While Japan dumps 3 million gallons of radioactive water in the Pacific Ocean and the U.S. is facing a governmental shutdown, I’m at home recovering from a total hip replacement. I’d like to write about all the wonderful ideas I have but, due to the combination of pain and pain killers, there are none. The pain hurts, I take the pain killers, and I feel better. If I take the maximum dose I don’t think of anything. I just “feel” good. No worries. All is well. Nothing is bad. It’s all great and everything is going to work out just fine.
The pain killers, however, are necessary, but as I’ve recovered, I’ve needed less meds until I’m now at the point where I’m taking little more than before surgery. Except for a sore back, a tender hip, and such, I am (while resting) in less physical pain than I’ve experienced for some time.
Still, the Vicodin is waiting right there in the bathroom—and it’s ready to numb my brain. I even have some refills but as my pain diminishes, so does the justification to take any more pain killers. That, I suppose is why it’s called pain management—and I’m damned glad for it. Toughing it out doesn’t hold the allure it did when I was still rodeoing and getting stoned– well, it’s just not any fun anymore.
It’s at this point that I wonder what everyone else does to numb themselves. For the last few weeks, I’ve had a legitimate excuse and Lord knows, I’ve made as much of it as possible. But the fact remains that things are not well on regional, national, and international levels.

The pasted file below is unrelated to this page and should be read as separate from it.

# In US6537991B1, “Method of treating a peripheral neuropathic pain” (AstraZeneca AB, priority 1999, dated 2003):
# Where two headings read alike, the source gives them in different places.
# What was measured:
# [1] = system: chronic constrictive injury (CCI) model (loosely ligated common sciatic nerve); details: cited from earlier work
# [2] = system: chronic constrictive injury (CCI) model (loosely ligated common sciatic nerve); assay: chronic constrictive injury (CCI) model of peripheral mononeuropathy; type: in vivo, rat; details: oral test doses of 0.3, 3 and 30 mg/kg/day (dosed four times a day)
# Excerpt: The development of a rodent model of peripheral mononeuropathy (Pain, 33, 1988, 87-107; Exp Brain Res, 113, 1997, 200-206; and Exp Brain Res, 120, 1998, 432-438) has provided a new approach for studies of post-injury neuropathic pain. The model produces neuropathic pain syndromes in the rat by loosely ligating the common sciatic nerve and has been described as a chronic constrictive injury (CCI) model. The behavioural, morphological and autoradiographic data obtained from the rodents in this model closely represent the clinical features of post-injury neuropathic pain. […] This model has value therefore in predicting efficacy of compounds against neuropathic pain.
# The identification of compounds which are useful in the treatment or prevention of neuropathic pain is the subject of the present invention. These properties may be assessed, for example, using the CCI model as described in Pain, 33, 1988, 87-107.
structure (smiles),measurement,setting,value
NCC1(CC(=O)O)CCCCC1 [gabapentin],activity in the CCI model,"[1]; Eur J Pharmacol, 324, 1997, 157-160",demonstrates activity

Nevertheless, I’m not one to willingly don a hair shirt and start crying for world-wide repentance. Given a choice, I’d just as soon spend my mornings making love, my afternoons putting around on a motorcycle and riding performance horses, with my evenings engaged in playing the guitar. In other words I wouldn’t do much at all—except to set an example–and to be honest, my only job right now is to heal up.
Such visions however are idyllic. And then there are all those pesky facts intimating our global culture is losing its center. Perhaps it already has—which might justify making love all morning, riding horses and motorcycles all afternoon and then playing guitar all night.
I’m not, however, an end of the universe kind of guy. I wouldn’t have had my hip replaced if I was. On the contrary, I’ve sided with Cervantes’ character Don Quixote. I don’t mind playing the fool and can say from experience that jousting at windmills can be both fun and rewarding.
The Hell of it now is that just about every action a person believing in positive change can imagine seems Quixotic. And it very well might be. Three million gallons of highly radioactive water (with more coming) pouring into the ocean is overwhelming. A governmental shutdown is daunting. A world perched on the edge of chaos is terrifying. That doesn’t imply that one should stop caring. If we care, it follows that we’ll do something—however ridiculous it might seem. Positive change is possible. In the process of promoting it, we might very well, like Don Quixote, screw it up.
This, however, is the only deal worth considering. Follow your lights. Do what is best. Even if it comes to naught, you at least won’t spend your last days wondering about what might have been.
As for me, I’m going to take a well-earned nap–just as soon as I finish today’s physical rehab.